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Workpackage: Description: Arduino UNO GSM shield This workpackage deals with the Telefonica GSM shield. It will show you how to send a short message to another cell phone.

Additional: there are two more examples available, where you can receive short messages or send and receive mobile data. Difficulty (1-10): Overview: Requirements: moderate Hardware: - Arduino UNO - Telefonica GSM shield - Sim card - USB cable Software: - Arduino Studio

Carelse, Pauger, Pilz



The first task of this workpackage is to send a short message. Therefor it is important to correctly attach the gsm shield to the Arduino UNO. The side with the sim card slot must face opposite the USB jack on the Arduino UNO. A second source of problems can be the sim card. Make sure your sim card is working properly by inserting it to a cell phone and connect it to a carrier network. If it is working in a cell phone correctly, eventually it will work with the Arduino.

Prepare the UNO and the GSM Shield
Attach the GSM shield on top of the Arduino. Mount the antenna on top of the GSM Shield. Insert the sim card and lock the leaver in the correct position.

Write the program

The first thing you have to do is to import the specific library. The Arduino needs some extra code to work properly with the GSM shield. The library we need is called GSM.
#include <GSM.h>

Depending on your sim card you probably will need a pin number. You can define a constant with your pin number, or you can use it inline later. If you dont have a pin number, just initialize it with an empty string.
#define PINNUMBER "7520"

The next thing is, to initialize the library instance.

GSM gsmAccess; // include a 'true' parameter for debug enabled GSM_SMS sms;

As in every Arduino program we have the two methods setup() and loop(). This time we use the setup method to initialize the sim card with the pin number and connect it to the carrier network. We also setup a serial communication for better monitoring and response. To initialize the GSM shield, we call the gsmAccess.begin method and handover the pin number. When the pin is accepted, the library tries to connect to the carrier network automatically. When the GSM shield is connected the GSM_READY flag becomes true and sets notConnected to false. This causes the outer loop to exit and setup() is executed successfully.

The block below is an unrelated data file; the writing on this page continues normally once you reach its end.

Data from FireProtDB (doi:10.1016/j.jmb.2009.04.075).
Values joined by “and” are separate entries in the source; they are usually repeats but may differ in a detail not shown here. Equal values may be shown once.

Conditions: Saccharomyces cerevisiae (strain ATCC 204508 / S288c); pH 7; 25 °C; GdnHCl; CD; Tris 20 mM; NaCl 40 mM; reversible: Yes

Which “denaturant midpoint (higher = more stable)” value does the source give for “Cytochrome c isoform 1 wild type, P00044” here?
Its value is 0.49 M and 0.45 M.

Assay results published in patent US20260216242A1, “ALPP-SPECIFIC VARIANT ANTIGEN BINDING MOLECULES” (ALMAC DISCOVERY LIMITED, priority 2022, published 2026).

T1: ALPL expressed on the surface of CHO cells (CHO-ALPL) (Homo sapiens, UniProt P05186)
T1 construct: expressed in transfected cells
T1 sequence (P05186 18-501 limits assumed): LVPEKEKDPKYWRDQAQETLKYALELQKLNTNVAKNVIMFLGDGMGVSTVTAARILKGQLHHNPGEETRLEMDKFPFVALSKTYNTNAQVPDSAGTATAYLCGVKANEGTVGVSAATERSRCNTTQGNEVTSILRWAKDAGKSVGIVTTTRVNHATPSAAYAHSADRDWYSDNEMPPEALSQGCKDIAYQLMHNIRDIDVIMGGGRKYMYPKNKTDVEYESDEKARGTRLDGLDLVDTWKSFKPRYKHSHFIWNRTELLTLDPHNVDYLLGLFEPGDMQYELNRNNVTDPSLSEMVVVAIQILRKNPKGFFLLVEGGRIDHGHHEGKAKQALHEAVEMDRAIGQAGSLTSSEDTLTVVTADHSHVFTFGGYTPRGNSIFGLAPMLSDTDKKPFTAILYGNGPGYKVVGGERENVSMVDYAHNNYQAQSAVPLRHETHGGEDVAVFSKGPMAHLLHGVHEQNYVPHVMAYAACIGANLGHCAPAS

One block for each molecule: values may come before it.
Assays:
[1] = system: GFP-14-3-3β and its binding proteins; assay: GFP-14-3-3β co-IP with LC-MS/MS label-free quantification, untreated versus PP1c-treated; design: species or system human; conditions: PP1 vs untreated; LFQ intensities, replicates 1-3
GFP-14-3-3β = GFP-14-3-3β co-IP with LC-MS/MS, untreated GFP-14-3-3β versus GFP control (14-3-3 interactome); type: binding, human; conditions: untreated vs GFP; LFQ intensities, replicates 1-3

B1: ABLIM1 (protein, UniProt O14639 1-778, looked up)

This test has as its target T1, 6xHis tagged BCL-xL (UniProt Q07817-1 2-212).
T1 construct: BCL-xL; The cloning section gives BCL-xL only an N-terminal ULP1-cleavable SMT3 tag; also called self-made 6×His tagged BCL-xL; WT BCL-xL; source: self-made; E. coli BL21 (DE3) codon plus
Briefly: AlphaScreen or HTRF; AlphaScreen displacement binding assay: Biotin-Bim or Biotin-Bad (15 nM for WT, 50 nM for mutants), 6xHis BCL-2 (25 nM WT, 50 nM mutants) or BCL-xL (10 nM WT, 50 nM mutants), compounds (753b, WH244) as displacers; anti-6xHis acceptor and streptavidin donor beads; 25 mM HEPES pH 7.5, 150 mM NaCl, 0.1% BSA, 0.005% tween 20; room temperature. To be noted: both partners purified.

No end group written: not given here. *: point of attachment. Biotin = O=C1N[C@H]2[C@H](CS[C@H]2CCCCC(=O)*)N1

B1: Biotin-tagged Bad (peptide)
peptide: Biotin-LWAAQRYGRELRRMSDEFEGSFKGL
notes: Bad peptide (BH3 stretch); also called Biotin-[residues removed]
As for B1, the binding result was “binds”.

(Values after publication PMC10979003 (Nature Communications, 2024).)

Carelse, Pauger, Pilz


void setup() { Serial.begin(9600); Serial.println("SMS Messages Sender"); boolean notConnected = true; // Start GSM shield while(notConnected) { if(gsmAccess.begin(PINNUMBER)==GSM_READY) notConnected = false; else { Serial.println("Not connected"); delay(1000); } } Serial.println("GSM initialized"); }

After executing the setup() method loop is performed as long as the Arduino stays powered on.
void loop() {

Like when you are writing a text message on a normal cell phone, you have to enter a valid telephone number of the recipient. Therefore, let the user enter a phone number via the serial console.
Serial.print("Enter a mobile number: (End the number with a #)"); char remoteNumber[20]; // telephone number to send sms readSerial(remoteNumber); Serial.println(remoteNumber);

After successfully entering the number, you can now let the user enter the message. Therefor we create a character Array with a maximum length of 200 chars. A normal SMS just delivers 160 chars, but lets add some space just in case
Serial.print("Now, enter SMS content: (End the message with a #)"); char txtMsg[200]; readSerial(txtMsg);

Now the message can be entered in the console. Therefor we create the method readSerial, but before we implement it, lets finish the loop(). After successfully completing readSerial the message should be sent. This can be done with the sms.beginSMS(recipientNumber) method. Dont forget to handover the recipients phone number. Send your payload with sms.print(text) and send it with sms.endSMS().
Serial.println("SENDING"); Serial.println(); Serial.println("Message:"); Serial.println(txtMsg); // send the message sms.beginSMS(remoteNumber); sms.print(txtMsg);
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sms.endSMS(); Serial.println("\nCOMPLETE!\n"); }

Our loop function is complete now. So lets implement readSerial. In the official example there is an issue with the termination of the input, therefore we implement our one termination literal. The # causes the array to terminate with zero termination and we leave the function with the return command. Now we have successfully entered our payload.
int readSerial(char result[]) { int i = 0; while(1) { while (Serial.available() > 0) { char inChar =; if (inChar == '#') { result[i] = '\0'; Serial.flush(); return 0; } if(inChar!='\r') { result[i] = inChar; //Serial.print(inChar); i++; } } } }

Flash the program

To flash the program on the Arduino UNO just plug it in and flash it the usual way.

- In case that the GSM shield refuses to connect to the carrier network, insert the sim card into a cell phone. Try again to connect, if it fails, please check the validity of the sim card. - In case you are not able to enter digits or characters, make sure you are using the Arduino Studio Serial monitor. This worksheet was entirely tested and performed on an Arduino Uno with a Telefonica GSM shield. A T-Mobile Austria pre-paid sim card was used.

Useful Resource
The official Arduino example

Youtube video tutorial

Carelse, Pauger, Pilz